Acting Baltimore Police Commissioner Darryl De Sousa acknowledged that as he took office last week, he gave the order to cut off at least one commander’s access to department files and communication systems in hopes of preventing leaks of sensitive information.
In an interview with The Baltimore Sun, De Sousa declined to name the commander or commanders he targeted. But he said that after he gave the order to cut off access to one office, an overzealous member of his staff — “a great person,” he said — decided to cut off the access of multiple others in the Police Department.
“When I realized that other members of the Police Department were impacted by it — other commanders were impacted by it — I immediately gave a subsequent order to have those accesses turned back on,” De Sousa said.
He said the move impacted phones, emails and other services of personnel in key public safety roles in the department, but said his action “had no bearing on public safety whatsoever.”
The Sun reported last Friday that top commanders, including two deputy commissioners, were denied access to department headquarters after Mayor Catherine Pugh fired Police Commissioner Kevin Davis and replaced him with De Sousa, who still must be confirmed by City Council. Commanders’ cellphone service and email access were cut off, and their computers were seized.
Pugh’s office maintained at the time that the problems were simply the result of a “technical issue.”
In the interview, De Sousa would not say which office he targeted with his order, citing an ongoing internal investigation.
“I’d prefer not to say because we currently do have an investigation going, which is strictly and solely internal,” he said. “It’s an internal matter, it’s extremely sensitive, and it’s limited to just one office.”
He said he gave the order to cut off the office’s access in order to “safeguard the community and the public by not having any information, any sensitive information, leave the walls” of the Police Department.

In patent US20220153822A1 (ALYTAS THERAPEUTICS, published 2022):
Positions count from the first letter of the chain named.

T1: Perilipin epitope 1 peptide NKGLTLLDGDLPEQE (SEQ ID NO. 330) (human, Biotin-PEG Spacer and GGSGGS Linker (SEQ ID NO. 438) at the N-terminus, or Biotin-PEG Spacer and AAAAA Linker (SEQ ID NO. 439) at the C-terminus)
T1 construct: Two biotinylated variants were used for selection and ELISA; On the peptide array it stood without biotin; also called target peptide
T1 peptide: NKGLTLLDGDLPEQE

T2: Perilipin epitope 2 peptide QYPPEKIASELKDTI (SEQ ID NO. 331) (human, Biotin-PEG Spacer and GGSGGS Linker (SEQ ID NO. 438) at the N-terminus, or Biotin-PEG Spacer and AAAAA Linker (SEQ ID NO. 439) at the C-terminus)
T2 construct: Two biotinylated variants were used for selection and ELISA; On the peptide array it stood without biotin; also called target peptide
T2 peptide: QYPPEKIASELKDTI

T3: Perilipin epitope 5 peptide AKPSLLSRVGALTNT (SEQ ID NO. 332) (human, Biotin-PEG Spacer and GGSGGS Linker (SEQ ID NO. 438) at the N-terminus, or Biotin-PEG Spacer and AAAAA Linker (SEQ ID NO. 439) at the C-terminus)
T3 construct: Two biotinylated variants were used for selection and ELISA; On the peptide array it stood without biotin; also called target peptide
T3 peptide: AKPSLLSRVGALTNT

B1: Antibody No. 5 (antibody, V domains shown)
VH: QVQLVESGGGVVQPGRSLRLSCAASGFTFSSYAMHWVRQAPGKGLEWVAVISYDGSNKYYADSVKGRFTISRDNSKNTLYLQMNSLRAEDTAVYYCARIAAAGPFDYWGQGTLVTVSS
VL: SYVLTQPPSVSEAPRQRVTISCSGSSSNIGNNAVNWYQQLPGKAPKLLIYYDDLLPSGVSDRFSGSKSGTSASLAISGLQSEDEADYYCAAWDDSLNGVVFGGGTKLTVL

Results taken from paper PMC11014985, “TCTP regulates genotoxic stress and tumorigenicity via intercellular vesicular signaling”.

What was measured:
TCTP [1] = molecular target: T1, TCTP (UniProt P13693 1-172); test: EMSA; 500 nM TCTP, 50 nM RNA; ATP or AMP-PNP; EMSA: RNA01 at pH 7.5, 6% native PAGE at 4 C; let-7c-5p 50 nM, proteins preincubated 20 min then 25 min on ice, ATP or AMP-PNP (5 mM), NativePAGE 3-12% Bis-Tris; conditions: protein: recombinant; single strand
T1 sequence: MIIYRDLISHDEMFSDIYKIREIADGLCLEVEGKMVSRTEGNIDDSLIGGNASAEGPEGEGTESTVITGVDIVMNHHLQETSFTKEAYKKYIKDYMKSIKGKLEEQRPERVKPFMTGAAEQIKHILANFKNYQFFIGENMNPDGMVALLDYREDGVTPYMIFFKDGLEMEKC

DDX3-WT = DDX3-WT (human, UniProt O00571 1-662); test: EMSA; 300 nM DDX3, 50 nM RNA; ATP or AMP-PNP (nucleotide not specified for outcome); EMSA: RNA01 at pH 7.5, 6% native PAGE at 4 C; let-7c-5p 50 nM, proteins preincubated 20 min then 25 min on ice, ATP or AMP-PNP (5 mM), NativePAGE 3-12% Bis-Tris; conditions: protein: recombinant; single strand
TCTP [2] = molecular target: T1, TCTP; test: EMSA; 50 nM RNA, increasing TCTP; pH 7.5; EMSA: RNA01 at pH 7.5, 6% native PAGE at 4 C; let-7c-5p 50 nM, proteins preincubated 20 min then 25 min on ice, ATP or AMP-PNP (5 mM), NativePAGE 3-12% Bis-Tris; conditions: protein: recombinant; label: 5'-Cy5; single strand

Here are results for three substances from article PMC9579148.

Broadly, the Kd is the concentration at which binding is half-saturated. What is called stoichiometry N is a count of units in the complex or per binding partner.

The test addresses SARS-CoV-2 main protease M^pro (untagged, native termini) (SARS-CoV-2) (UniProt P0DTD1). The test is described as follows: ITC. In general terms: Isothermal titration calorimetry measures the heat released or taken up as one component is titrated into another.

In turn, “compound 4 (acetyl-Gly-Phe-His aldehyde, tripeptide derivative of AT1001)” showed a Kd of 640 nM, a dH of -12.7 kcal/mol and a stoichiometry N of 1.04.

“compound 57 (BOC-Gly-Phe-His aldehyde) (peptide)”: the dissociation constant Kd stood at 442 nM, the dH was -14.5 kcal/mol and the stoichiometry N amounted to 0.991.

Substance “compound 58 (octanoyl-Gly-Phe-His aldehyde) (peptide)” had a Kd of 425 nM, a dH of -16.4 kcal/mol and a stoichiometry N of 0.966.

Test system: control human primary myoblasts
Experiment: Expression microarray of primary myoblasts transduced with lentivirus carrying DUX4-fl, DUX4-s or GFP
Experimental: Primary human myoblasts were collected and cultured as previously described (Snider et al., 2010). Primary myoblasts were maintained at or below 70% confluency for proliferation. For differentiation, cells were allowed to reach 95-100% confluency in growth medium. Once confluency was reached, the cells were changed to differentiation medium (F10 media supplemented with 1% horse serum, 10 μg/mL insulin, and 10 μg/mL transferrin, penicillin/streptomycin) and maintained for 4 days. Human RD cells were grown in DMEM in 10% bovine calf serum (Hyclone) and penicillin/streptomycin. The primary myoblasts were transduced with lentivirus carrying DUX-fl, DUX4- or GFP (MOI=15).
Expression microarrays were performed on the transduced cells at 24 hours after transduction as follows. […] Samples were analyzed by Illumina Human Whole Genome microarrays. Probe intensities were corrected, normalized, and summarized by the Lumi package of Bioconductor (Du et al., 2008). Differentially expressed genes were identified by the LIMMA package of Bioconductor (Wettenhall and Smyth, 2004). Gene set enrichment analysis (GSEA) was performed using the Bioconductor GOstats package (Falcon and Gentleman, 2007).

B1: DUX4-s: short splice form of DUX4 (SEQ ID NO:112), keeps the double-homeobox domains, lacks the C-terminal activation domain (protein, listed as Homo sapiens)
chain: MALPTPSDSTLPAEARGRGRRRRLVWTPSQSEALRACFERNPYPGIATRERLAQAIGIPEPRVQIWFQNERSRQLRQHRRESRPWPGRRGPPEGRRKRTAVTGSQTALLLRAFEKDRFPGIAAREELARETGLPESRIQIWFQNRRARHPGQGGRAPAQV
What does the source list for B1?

“It was solely my decision,” he said.
Pugh said Friday that her understanding of what had occurred was the same as De Sousa’s. Asked why her office initially said the cause of the confusion was a “technical issue,” Pugh said that was the understanding of her staff at the time.
She said she was not concerned about the matter, De Sousa’s fear that a top commander might leak sensitive information, or the unexplained, ongoing internal investigation.
Earlier this week, after Davis’ firing, two other police leaders resigned.
Chief Ganesha Martin and Deputy Commissioner Jason Johnson were responsible within the department for implementing the reforms mandated by the city’s consent decree with the U.S. Department of Justice.
Since Martin and Johnson’s departures, there have been no other command changes, De Sousa said in the interview late Thursday.
He said he hoped to announce the “restructure” of the department, with new appointments to his top command staff, by the middle of next week.
De Sousa, 53, a personable officer with deep ties in the department, has been praised by city officials, the police union and community leaders, many of whom said they approved of the mayor’s decision to make him commissioner.
A native of Queens, N.Y., he first came to Baltimore in 1983 to attend Morgan State University, but then deferred his education to join the Baltimore Police Department in 1988.
“I had a strong urge to become a supervisor and to become a leader within the Police Department,” he said.
He was promoted to sergeant in 2001, lieutenant in 2007, and deputy major in the Northeast District in 2008. Since then, he has been the Northeast District commander, the area commander for the entire east side, and chief of patrol.
He was promoted to deputy commissioner in August 2015 by Davis, who was appointed commissioner in July 2015 after then-Mayor Stephanie Rawlings-Blake fired Commissioner Anthony Batts as homicides soared following the death of 25-year-old Freddie Gray from injuries suffered in police custody and the subsequent unrest and rioting in the city.
The pace of killings in Baltimore has remained at that elevated pace ever since. In firing Davis, Pugh said she had grown “impatient” with Davis’ inability to stem the violence.